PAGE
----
Quantic Dream, creators of Heavy Rain, just debuted a new tech demo at GDC this week known as Project KARA, the story of a robot/AI that accidentally becomes self aware during production. Unlike their last project, KARA was created by use of full performance motion capture, rather than separate body/facial animation capture. The quality of the performance is rather impressive (even if the writing always isn’t) in this piece – and what’s more impressive is that all of this is being handled in real time through the PS3.
Cage has noted that this isn’t tied to a specific project at all, but rather a demonstration of where they’d like to go with their next project. What do you guys think of this short? Uncanny Valley territory? Impressive? Lame? Go!
GamesCom is happening this week in Germany, which is yet another awesome convention that we didn’t get to go to. I hear that flights to Europe are pretty expensive, however, so maybe that’s for the best. At any rate, we can expect to see a lot more delicious info about up coming games in addition to all the usual interesting interviews and quotes that come out of these big events.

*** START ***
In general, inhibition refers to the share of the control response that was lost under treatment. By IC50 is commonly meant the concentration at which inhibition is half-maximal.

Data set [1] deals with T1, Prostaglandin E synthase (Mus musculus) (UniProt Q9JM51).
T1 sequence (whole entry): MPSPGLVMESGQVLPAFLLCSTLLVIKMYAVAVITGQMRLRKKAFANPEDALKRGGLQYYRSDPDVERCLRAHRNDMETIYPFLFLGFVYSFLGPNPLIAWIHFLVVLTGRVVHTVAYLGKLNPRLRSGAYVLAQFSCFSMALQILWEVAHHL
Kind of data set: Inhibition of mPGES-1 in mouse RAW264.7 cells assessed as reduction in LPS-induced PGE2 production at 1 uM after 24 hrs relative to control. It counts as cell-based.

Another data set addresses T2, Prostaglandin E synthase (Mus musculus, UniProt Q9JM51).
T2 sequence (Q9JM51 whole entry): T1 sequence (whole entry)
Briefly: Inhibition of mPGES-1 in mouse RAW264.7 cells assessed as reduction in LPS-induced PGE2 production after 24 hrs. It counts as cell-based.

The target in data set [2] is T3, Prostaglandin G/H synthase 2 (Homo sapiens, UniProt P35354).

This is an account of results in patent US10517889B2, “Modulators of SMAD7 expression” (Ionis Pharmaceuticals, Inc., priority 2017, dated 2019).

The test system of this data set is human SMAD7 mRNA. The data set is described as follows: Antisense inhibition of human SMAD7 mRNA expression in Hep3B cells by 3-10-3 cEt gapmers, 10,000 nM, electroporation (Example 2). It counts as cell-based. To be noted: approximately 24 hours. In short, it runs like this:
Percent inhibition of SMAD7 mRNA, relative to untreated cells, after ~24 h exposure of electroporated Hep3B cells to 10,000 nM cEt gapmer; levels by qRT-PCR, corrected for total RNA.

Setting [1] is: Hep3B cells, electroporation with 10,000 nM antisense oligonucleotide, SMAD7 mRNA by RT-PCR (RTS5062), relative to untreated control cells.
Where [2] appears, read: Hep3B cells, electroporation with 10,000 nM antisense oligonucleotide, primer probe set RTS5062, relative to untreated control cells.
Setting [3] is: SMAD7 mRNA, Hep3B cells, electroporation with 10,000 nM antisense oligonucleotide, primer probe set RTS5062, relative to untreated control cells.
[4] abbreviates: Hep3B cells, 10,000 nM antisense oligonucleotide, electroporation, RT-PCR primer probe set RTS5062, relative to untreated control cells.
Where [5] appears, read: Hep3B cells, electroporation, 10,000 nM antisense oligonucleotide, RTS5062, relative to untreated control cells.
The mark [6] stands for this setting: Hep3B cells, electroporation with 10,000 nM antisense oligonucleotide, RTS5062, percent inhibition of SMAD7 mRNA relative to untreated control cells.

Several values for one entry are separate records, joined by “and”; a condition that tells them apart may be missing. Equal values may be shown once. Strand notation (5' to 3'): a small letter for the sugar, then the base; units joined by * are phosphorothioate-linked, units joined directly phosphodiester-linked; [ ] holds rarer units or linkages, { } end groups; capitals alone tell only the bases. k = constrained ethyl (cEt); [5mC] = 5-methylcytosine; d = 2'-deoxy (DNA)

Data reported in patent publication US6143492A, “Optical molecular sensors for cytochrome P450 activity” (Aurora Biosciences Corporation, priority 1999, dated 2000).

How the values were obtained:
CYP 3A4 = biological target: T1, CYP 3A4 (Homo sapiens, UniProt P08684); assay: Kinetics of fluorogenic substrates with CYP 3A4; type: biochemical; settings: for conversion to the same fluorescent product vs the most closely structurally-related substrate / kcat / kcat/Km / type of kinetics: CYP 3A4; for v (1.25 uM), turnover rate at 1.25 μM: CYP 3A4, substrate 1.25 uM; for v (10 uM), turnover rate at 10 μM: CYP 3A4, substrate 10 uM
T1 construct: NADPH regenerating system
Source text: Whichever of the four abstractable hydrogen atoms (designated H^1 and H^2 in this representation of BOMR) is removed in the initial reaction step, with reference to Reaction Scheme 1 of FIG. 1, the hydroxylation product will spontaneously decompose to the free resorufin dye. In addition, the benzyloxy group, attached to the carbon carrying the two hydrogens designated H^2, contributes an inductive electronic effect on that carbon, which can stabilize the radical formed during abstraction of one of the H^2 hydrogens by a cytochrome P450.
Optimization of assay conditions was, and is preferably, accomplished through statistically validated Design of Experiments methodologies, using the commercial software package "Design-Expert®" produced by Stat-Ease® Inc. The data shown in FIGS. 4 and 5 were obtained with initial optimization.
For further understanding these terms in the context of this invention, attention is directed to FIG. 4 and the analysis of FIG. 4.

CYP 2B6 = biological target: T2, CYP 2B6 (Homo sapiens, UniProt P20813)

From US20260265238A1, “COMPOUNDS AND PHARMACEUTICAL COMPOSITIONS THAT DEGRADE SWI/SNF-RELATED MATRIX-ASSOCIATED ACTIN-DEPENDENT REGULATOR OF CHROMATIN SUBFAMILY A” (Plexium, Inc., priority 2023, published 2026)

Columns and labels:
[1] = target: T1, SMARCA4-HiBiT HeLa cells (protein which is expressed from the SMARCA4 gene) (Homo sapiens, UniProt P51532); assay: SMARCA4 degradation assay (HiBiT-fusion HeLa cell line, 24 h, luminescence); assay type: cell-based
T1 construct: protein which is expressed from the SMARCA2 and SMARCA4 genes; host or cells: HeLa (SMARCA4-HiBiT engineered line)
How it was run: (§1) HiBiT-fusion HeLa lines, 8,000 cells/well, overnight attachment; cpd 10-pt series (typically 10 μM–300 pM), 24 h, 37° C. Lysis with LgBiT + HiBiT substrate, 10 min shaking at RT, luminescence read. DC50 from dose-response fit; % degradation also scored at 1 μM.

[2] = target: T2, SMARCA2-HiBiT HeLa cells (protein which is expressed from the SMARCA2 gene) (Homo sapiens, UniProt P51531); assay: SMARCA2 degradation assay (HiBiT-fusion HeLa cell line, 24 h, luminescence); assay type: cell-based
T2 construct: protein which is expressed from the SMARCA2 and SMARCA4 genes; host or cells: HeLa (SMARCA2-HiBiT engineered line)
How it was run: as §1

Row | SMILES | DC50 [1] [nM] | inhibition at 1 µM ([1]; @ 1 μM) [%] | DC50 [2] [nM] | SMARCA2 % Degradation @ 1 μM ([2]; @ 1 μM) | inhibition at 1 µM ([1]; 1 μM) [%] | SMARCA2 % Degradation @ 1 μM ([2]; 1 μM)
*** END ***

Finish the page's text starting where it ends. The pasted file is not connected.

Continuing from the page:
Take this talk given by Quantic Dream’s David Cage for example. If you’re unfamiliar with the studio, they recently put out Heavy Rain, a different sort of animal by video game standards. Sony put a lot of money behind the game, but even the studio was expecting a flop. Heavy Rain was received rather well, and had pretty good sales number to boot, so David Cage has decreed that gamers are ready for “new paradigms”.